Youth participant_bring mom to USThe first Boston Youth Bank Day on July 27 was a huge success!  Hosted by the Mayor’s Office of Financial Empowerment and the Department of Youth Engagement and Employment, Youth Bank Day 2015 sought to connect Boston summer youth employees with banks and community nonprofits, encouraging youth to take charge of their money through responsible banking practices and financial literacy.

Youth participant_collegeApproximately 400 youth employed in summer jobs from around the City attended the event at the Reggie Lewis Athletic Center in Roxbury, stopping by various tables with representatives from banks and non-profits, allowing guests to inquire about branch locations, banking benefits, savings plans, and ways to make post-secondary education a reality. Youth were encouraged to write down what specific items they are saving for, with the most popular response being “college.”  Other financial goals ranged from the very serious (e.g., “bringing my mom to the U.S.”) to the more practical, like “saving to purchase school supplies” and “saving to own a home and car.” Some were even more whimsical: “whatever it takes to make my dreams come true!”

Youth GroupRepresentatives from the banks were also pleased with the turnout and interest in youth banking.  “Working with the youth on Bank Day was a tremendous experience, said Joe Green, Vice President, Community Outreach Advocate for Citizens Bank. “They were extremely engaged and asked some great questions about getting their finances on track, from the basics of banking to the specifics about planning for retirement! It’s so powerful know that we’re making a truly positive impact by simply answering banking questions.”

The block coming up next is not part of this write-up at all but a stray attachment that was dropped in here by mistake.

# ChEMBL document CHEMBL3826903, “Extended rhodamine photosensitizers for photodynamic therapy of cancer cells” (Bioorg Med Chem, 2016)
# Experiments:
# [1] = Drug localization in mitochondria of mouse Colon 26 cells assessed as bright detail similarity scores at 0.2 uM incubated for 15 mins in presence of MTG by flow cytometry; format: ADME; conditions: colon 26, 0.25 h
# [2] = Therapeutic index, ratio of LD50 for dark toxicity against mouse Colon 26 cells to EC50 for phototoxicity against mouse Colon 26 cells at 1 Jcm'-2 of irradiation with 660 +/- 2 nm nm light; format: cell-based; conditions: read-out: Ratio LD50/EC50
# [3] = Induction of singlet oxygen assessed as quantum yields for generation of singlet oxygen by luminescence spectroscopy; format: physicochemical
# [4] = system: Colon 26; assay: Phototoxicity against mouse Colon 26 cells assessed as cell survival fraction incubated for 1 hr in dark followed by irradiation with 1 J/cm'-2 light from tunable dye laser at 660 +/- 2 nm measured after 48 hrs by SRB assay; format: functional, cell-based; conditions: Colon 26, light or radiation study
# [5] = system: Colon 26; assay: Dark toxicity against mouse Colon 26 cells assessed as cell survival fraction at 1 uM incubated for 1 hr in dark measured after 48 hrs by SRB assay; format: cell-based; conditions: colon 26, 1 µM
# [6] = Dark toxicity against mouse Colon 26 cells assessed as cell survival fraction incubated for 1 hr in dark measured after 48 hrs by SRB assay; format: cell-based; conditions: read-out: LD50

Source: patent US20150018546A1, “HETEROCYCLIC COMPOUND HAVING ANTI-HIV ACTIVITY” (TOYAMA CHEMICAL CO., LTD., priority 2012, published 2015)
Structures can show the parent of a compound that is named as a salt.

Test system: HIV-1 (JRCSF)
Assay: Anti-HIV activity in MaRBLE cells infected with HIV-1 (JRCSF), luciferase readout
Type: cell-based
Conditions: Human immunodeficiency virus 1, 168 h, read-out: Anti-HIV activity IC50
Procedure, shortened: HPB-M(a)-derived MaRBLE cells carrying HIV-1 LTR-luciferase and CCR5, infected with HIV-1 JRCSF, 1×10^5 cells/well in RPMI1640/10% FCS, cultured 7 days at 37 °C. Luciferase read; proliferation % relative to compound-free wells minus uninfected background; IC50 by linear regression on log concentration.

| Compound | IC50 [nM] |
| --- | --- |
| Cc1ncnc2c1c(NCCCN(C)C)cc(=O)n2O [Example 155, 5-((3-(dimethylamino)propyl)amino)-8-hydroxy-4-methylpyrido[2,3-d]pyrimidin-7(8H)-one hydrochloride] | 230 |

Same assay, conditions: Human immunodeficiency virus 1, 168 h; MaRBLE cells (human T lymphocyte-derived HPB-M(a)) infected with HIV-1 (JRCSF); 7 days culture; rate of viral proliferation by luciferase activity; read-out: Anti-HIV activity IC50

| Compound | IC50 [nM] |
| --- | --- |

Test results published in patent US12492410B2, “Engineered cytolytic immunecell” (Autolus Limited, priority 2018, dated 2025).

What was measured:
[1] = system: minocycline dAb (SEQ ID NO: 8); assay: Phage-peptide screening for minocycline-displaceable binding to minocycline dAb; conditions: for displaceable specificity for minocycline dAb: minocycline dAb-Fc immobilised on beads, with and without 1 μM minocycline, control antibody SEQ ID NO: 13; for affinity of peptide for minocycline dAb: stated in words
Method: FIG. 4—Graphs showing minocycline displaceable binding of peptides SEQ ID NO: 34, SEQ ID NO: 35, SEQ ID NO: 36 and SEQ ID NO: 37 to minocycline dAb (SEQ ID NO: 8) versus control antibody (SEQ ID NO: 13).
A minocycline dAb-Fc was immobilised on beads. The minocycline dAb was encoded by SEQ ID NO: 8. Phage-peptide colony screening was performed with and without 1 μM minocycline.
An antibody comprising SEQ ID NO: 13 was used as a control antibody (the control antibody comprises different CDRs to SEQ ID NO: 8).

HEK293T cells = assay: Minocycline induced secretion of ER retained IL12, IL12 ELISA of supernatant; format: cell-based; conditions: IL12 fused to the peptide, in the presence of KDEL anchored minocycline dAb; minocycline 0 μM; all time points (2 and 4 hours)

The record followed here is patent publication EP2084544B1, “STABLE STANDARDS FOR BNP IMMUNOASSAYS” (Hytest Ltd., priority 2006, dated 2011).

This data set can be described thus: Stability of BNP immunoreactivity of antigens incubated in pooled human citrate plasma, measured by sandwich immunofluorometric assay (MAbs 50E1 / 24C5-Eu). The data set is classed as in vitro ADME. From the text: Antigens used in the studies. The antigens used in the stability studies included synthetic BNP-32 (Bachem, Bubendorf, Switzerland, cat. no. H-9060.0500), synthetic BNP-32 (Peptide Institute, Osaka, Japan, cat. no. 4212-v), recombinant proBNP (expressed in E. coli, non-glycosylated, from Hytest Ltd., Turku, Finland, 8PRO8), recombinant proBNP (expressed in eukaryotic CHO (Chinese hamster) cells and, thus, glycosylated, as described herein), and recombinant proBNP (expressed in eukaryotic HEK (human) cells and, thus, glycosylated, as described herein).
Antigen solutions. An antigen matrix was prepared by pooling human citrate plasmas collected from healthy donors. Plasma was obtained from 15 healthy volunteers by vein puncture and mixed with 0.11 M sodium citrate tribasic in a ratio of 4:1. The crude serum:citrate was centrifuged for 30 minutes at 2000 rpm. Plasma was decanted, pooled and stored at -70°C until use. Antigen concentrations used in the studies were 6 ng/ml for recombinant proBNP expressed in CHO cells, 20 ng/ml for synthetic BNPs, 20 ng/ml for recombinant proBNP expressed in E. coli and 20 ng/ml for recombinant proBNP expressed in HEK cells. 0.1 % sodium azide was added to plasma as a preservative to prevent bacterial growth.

Dana LeWinter, Executive Director, Massachusetts Community and Banking Council, commented, “Boston’s Youth Bank Day introduced youth, many of whom are bringing home their first paychecks this summer, to the importance of banking, saving, and being responsible with their money. MCBC’s Basic Banking for Massachusetts program works to expand access to bank products and services and to encourage those with limited banking needs to establish banking relationships.”

Bank volunteers 2He continues, “Youth Bank Day fostered this work by ensuring that youth become well-informed and better able to utilize banking services to their advantage. The youth that I spoke with, many of whom have no checking or savings accounts, impressed me with their curiosity about banking products and a desire to utilize summer work experiences to establish banking relationships and to save for their future goals. The energy in the room was contagious and I hope all of the youth walked away feeling excited and confident about their futures.”

Bank volunteers 1Youth Bank Day was the spearheaded by the Mayor’s Office of Workforce Development and the Department of Youth Engagement and Employment, with support from the Boston Redevelopment Authority. “We were delighted to see so many engaged and enthusiastic Boston youth representing different organizations throughout the City,” said Trinh Nguyen, Director of the Office of Workforce Development who hopes this level of engagement solidifies Youth Bank Day’s place as an annual tradition. “Our bank and community partners reported great enthusiasm and thoughtful questions from attendees, including some youth who signed up for checking accounts.”

Shari DavisParticipating banks and community organizations included: Bank of America, Capital One, Century Bank, Citizens Bank, City of Boston Credit Union, East Boston Savings Bank, Eastern Bank, FDIC, Metro Credit Union, Santander, Massachusetts Community & Banking Council, Bottom Line, College Bound, Doorways to Dreams, Massachusetts Educational Financing Authority and Roxbury Community College.

Roxbury Community College’s Cecile Regner, Interim Vice President of Academic and Student Affair, provided an official welcome to the group before Shari Davis, Executive Director of Youth Engagement and Employment, took over as Master of Ceremonies.

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